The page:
Is it possible to qualify under the 10 year rule even if there are gaps in lawful residence?

The Long Residence guidance, and the Court of Appeal in Hoque [2020] EWCA Civ 1357, confirm that an application may be granted even when there are periods of overstay, provided the applicant:

has short gaps in lawful residence through making previous applications out of time by no more than 28 calendar days where those gaps end before 24 November 2016

has short gaps in lawful residence on or after 24 November 2016 but leave was granted in accordance with paragraph 39E of the Immigration Rules

meets all the other requirements for lawful residence

Paragraph 39E, in turn, states:

This paragraph applies where:

(1) the application was made within 14 days of the applicant’s leave expiring and the Secretary of State considers that there was a good reason beyond the control of the applicant or their representative, provided in or with the application, why the application could not be made in-time; or

(2) the application was made:

(a) following the refusal of a previous application for leave which was made in-time or to which sub-paragraph (1) applied; and

(b) within 14 days of:

(i) the refusal of the previous application for leave; or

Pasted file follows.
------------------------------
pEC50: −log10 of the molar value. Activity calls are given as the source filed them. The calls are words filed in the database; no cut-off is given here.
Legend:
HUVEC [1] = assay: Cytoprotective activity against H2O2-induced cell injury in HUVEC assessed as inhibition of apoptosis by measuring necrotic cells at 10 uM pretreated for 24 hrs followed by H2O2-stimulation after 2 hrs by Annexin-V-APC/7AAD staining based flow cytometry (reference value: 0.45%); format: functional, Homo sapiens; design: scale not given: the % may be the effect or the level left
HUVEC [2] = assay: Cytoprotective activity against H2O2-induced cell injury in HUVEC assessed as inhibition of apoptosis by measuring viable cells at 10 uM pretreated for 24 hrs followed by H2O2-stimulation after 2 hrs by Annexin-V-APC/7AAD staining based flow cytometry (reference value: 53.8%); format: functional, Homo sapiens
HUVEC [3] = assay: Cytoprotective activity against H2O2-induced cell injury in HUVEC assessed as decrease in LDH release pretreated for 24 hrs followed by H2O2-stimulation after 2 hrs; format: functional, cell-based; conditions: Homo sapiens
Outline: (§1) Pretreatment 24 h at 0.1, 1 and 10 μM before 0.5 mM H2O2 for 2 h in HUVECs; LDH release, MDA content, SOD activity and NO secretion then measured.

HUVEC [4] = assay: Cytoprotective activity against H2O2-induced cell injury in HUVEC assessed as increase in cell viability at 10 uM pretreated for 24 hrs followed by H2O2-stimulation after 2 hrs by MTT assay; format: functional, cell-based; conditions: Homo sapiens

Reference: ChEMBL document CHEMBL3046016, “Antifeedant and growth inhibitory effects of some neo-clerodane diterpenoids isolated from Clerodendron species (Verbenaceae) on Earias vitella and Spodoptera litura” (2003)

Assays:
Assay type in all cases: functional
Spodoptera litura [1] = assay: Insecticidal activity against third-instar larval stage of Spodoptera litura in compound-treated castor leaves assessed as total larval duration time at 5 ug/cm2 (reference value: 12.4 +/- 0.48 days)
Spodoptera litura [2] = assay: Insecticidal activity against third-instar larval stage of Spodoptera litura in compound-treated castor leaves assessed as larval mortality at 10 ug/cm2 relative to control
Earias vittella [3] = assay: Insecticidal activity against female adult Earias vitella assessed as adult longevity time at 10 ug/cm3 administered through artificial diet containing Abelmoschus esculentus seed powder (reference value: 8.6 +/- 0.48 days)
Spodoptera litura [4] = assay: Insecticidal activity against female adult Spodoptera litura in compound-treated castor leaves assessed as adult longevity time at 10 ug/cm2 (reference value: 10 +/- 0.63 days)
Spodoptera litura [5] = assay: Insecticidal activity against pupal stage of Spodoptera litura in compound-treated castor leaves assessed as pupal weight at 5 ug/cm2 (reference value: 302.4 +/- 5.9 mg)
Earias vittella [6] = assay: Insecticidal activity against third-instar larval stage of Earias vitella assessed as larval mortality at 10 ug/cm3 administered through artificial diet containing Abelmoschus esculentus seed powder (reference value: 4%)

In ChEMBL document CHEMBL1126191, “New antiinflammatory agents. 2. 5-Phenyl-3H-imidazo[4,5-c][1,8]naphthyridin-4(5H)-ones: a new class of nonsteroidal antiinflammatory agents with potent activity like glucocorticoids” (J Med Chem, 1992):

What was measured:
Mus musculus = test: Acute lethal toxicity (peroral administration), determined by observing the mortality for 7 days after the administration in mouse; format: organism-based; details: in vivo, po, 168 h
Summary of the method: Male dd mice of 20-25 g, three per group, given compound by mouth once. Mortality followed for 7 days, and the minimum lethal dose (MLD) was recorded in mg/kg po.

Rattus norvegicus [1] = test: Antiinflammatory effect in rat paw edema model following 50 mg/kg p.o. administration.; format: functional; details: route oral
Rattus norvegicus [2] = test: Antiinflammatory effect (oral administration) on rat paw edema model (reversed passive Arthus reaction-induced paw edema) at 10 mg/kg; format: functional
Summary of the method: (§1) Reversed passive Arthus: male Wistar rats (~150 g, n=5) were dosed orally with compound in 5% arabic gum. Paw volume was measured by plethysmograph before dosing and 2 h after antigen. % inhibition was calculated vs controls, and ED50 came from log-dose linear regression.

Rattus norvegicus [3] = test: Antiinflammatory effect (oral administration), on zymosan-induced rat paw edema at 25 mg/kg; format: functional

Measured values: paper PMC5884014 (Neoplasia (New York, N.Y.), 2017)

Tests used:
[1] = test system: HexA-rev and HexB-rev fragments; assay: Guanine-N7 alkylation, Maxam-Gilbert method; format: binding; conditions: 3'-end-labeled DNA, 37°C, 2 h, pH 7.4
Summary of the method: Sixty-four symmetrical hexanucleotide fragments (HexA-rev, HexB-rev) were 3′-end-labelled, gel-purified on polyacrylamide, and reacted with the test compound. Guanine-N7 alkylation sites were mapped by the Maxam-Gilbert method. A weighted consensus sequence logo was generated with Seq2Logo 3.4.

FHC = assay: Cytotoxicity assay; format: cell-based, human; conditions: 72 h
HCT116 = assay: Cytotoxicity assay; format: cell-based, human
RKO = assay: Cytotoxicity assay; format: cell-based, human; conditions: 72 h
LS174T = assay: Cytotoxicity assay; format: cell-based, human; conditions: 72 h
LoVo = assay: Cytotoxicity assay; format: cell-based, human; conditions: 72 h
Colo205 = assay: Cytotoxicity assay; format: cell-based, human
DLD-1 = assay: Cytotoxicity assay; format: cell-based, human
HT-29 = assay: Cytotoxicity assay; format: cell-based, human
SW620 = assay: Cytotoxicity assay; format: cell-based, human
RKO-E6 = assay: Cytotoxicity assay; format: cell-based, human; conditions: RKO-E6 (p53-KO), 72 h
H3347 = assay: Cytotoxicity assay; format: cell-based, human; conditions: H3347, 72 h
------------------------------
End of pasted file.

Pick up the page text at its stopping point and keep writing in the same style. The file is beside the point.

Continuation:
(ii) the expiry of any leave extended by section 3C of the Immigration Act 1971; or

(iii) the expiry of the time-limit for making an in-time application for administrative review or appeal (where applicable); or

(iv) any administrative review or appeal being concluded, withdrawn or abandoned or lapsing.

(3) the period [of] overstaying was between 24 January and 31 August 2020.


Ono is a student from Nigeria. He has been living and studying in the UK for 10 years and he wants to make an application for indefinite leave to remain under the 10 year rule.

It turns out that on two occasions, Ono has unwittingly overstayed. The first time was in September 2014. Ono’s student leave expired on 3 September 2014 but he did not obtain a new CAS until 5 September 2014. He applied for student leave on 6 September 2014, and this was granted.